Wendy Burch Steel | CD Release Party | Preview
Though it’s barely a week into January, the 2013 music festival rumors are plentiful. While the Bay Area’s biggest free festival, Hardly Strictly Bluegrass, may seem far off (October 4-6, in Golden Gate Park), area residents don’t have to look too far down the street for someone to help them pass the time.
On Thursday, January 10, Oakland native Wendy Burch Steel is holding a release party for her debut CD Open Wings at Berkeley’s Freight and Salvage Coffeehouse. Wendy, who was raised in a musical family, dabbled in poetry before turning her focus onto music with the help of Grammy winner Laurie Lewis. Wendy and Lewis brought some impressive artists to play on the album, some of who will be joining her at Freight and Salvage—including Bay Area bluegrass veterans and Laurie Lewis collaborators Tom Rozum and Markie Sanders.
The Northern California Bluegrass Society recently nominated Wendy for Best Female Vocalist. Her sound, a combination of bluegrass and gospel, is refreshing, and complemented easily by the multitude of string instruments present on Open Wings—from fiddle to mandolin to banjo to string bass. The inclusion of these instruments marks the album instantly as bluegrass, but Wendy retains emotional control throughout, varying her vocal tone to make way for hints of soul, jazz, gospel, and folk.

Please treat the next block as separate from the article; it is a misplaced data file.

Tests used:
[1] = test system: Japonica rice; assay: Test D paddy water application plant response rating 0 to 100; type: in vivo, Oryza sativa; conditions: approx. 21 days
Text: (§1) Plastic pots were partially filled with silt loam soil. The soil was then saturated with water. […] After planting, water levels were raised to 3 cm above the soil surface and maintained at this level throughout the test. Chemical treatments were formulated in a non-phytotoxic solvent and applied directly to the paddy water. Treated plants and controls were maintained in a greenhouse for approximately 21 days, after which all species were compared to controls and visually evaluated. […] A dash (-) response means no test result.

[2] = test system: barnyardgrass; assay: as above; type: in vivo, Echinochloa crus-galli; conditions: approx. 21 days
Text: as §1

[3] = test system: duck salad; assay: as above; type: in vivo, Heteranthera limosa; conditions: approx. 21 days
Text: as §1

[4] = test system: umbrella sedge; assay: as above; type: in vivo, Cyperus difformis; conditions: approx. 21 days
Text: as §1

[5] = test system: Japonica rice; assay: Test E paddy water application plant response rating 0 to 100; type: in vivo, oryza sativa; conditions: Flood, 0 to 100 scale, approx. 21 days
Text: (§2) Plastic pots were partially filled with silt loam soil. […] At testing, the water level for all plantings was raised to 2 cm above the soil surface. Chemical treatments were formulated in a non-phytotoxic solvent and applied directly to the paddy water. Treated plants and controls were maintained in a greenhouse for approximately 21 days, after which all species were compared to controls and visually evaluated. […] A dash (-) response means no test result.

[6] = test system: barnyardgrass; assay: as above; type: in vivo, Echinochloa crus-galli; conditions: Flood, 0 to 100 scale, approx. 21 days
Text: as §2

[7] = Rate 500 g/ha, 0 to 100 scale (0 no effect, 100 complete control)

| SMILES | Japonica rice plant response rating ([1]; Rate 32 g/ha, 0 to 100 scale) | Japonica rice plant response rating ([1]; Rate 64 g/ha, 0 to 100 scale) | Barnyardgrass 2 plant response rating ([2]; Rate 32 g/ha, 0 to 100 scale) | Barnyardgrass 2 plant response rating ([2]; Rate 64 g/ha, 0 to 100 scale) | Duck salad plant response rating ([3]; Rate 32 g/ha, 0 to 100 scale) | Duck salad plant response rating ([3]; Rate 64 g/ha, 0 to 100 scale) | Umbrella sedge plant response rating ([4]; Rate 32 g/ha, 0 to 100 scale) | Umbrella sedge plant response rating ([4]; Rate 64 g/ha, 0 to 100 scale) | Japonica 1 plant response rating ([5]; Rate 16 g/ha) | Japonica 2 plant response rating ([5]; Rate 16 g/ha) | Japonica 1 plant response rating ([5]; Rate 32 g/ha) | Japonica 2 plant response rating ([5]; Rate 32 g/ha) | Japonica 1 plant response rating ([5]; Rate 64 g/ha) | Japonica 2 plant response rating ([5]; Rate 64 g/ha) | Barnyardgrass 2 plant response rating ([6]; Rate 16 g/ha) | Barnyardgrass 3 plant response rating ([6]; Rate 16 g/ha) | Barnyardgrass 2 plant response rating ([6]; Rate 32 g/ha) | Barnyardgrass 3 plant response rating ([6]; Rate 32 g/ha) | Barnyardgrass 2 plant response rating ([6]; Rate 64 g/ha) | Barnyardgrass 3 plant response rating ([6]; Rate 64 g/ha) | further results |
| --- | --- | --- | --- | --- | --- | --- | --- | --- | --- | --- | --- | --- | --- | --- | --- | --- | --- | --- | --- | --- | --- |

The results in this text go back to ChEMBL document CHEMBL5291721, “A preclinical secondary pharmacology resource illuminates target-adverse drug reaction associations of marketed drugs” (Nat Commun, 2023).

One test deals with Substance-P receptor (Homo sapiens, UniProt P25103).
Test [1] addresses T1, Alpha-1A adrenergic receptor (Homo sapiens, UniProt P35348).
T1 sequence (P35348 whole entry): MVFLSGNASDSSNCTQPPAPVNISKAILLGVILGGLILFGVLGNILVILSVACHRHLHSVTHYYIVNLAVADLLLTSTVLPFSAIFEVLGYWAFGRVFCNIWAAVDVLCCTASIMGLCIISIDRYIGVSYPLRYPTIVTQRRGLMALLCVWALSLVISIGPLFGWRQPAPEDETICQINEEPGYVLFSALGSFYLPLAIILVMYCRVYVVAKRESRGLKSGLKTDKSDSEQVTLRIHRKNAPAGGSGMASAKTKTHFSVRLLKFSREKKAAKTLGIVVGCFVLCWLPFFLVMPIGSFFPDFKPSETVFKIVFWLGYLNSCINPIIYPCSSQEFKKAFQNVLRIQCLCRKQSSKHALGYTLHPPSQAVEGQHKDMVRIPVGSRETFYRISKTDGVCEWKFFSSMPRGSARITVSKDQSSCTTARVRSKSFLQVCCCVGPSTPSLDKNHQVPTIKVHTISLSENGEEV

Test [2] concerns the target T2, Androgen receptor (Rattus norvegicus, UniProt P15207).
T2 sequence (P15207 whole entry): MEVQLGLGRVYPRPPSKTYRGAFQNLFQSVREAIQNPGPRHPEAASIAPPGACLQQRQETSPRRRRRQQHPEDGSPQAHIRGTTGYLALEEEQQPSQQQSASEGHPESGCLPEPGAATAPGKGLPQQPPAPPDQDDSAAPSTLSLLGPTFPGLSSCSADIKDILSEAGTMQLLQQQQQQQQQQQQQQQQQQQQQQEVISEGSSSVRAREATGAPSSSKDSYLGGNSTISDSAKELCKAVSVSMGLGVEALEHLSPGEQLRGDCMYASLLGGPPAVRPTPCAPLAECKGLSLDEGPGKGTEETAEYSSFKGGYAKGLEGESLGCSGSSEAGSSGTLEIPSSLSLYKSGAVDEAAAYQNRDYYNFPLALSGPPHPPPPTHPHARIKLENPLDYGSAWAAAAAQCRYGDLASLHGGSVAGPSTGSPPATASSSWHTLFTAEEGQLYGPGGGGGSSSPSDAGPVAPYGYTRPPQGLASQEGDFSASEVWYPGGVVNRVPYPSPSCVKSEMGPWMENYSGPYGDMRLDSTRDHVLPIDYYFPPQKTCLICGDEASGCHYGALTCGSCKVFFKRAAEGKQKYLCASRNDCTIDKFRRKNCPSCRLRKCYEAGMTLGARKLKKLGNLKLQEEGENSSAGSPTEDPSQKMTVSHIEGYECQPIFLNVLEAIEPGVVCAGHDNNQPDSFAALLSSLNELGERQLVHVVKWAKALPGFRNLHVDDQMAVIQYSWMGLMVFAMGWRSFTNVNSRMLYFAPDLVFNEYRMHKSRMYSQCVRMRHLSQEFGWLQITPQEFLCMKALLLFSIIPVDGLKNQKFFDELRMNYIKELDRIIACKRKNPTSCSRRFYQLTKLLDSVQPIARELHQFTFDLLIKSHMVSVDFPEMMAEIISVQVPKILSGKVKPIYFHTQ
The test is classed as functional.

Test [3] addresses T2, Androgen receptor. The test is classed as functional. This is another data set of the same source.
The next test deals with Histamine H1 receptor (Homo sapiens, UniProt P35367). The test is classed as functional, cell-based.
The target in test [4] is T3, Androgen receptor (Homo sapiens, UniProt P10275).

While the tempos of her songs are fast-paced and upbeat, the subject matter isn’t always: “Your Sweet Hand” is a song Wendy wrote about meeting up with her late husband. Despite heart-breaking lyrics such as, “You were my shining sun / I want to meet you when I’m dying...” you can hear Wendy’s smile as she’s singing. The rhythmic, impassioned nature of her voice carries through even while singing about the darkest of subjects. In “Happy Song Blues,” where Wendy sings, “I got the blues for you baby; I get the blues most every day / I keep on trying to write a happy song, but my songs keep coming out this way,” she can’t keep the dark edge out of her voice—but the captivating fiddle and enticing string bass line make having the blues sound pretty damn enjoyable.